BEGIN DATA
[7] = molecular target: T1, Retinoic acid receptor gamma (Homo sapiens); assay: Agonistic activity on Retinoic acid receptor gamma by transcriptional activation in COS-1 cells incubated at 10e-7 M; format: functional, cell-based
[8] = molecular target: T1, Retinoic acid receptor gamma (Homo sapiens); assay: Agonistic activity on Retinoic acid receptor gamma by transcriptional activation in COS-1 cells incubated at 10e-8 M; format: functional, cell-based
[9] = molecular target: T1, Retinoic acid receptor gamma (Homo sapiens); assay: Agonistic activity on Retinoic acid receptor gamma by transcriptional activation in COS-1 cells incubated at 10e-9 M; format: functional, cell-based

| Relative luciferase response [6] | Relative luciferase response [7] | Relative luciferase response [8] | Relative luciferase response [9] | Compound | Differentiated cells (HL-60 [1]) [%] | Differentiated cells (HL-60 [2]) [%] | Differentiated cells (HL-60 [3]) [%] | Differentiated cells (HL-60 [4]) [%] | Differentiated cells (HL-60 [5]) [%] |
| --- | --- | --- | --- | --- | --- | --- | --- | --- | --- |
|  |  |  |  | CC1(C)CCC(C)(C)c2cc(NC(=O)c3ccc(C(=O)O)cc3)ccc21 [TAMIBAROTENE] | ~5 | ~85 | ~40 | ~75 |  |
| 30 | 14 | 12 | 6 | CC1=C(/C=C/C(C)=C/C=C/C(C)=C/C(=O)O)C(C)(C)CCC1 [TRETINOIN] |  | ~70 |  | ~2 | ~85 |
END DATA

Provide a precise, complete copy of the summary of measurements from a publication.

[7] = molecular target: T1, Retinoic acid receptor gamma (Homo sapiens); assay: Agonistic activity on Retinoic acid receptor gamma by transcriptional activation in COS-1 cells incubated at 10e-7 M; format: functional, cell-based
[8] = molecular target: T1, Retinoic acid receptor gamma (Homo sapiens); assay: Agonistic activity on Retinoic acid receptor gamma by transcriptional activation in COS-1 cells incubated at 10e-8 M; format: functional, cell-based
[9] = molecular target: T1, Retinoic acid receptor gamma (Homo sapiens); assay: Agonistic activity on Retinoic acid receptor gamma by transcriptional activation in COS-1 cells incubated at 10e-9 M; format: functional, cell-based

| Relative luciferase response [6] | Relative luciferase response [7] | Relative luciferase response [8] | Relative luciferase response [9] | Compound | Differentiated cells (HL-60 [1]) [%] | Differentiated cells (HL-60 [2]) [%] | Differentiated cells (HL-60 [3]) [%] | Differentiated cells (HL-60 [4]) [%] | Differentiated cells (HL-60 [5]) [%] |
| --- | --- | --- | --- | --- | --- | --- | --- | --- | --- |
|  |  |  |  | CC1(C)CCC(C)(C)c2cc(NC(=O)c3ccc(C(=O)O)cc3)ccc21 [TAMIBAROTENE] | ~5 | ~85 | ~40 | ~75 |  |
| 30 | 14 | 12 | 6 | CC1=C(/C=C/C(C)=C/C=C/C(C)=C/C(=O)O)C(C)(C)CCC1 [TRETINOIN] |  | ~70 |  | ~2 | ~85 |